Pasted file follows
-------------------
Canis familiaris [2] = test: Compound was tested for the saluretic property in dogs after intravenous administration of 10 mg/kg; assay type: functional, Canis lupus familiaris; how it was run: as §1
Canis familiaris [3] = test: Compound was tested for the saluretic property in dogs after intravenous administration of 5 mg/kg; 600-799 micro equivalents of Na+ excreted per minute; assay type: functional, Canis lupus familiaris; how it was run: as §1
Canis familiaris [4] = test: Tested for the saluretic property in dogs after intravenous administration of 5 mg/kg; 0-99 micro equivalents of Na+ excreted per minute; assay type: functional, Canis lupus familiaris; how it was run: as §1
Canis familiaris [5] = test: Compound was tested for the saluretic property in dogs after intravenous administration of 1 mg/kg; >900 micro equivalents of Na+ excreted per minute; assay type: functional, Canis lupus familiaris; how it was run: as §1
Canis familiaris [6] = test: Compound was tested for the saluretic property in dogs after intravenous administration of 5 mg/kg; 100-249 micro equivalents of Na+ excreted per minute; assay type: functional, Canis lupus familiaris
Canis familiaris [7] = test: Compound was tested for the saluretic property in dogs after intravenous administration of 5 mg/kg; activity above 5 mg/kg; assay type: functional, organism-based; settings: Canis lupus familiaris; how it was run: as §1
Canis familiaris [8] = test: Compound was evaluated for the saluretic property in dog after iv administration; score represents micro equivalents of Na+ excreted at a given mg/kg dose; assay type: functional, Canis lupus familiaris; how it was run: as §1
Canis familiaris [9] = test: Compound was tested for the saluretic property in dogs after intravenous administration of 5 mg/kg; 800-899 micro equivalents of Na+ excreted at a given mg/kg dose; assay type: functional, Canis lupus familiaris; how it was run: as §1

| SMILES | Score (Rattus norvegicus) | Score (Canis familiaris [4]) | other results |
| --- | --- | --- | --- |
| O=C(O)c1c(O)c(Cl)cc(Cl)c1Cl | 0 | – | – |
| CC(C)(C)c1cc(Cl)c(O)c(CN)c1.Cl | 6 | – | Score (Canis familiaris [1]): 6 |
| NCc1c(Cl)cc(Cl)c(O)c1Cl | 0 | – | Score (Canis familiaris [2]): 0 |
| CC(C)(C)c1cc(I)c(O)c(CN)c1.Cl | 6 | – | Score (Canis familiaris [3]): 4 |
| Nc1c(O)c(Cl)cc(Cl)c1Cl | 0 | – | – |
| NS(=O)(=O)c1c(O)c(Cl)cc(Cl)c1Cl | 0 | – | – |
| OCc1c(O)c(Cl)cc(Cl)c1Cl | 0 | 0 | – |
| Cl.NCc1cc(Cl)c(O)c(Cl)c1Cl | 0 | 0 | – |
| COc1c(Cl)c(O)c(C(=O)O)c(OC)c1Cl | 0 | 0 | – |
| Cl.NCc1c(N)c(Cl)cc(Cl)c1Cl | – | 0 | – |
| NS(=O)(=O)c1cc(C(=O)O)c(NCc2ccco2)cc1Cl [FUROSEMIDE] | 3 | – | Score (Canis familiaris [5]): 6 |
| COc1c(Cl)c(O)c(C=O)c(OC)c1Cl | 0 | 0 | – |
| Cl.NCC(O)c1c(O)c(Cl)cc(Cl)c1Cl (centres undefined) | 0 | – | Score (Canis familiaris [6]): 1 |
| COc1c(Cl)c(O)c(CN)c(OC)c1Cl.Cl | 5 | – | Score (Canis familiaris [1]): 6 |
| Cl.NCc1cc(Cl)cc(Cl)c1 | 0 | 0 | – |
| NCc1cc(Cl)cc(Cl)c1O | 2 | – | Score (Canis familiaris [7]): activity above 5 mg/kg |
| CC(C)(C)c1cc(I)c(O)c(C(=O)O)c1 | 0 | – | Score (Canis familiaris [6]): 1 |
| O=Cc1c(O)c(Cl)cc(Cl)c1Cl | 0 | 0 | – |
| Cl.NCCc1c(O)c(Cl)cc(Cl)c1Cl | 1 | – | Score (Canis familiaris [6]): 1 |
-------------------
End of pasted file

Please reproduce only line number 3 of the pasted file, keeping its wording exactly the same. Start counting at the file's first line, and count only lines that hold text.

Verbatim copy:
Canis familiaris [4] = test: Tested for the saluretic property in dogs after intravenous administration of 5 mg/kg; 0-99 micro equivalents of Na+ excreted per minute; assay type: functional, Canis lupus familiaris; how it was run: as §1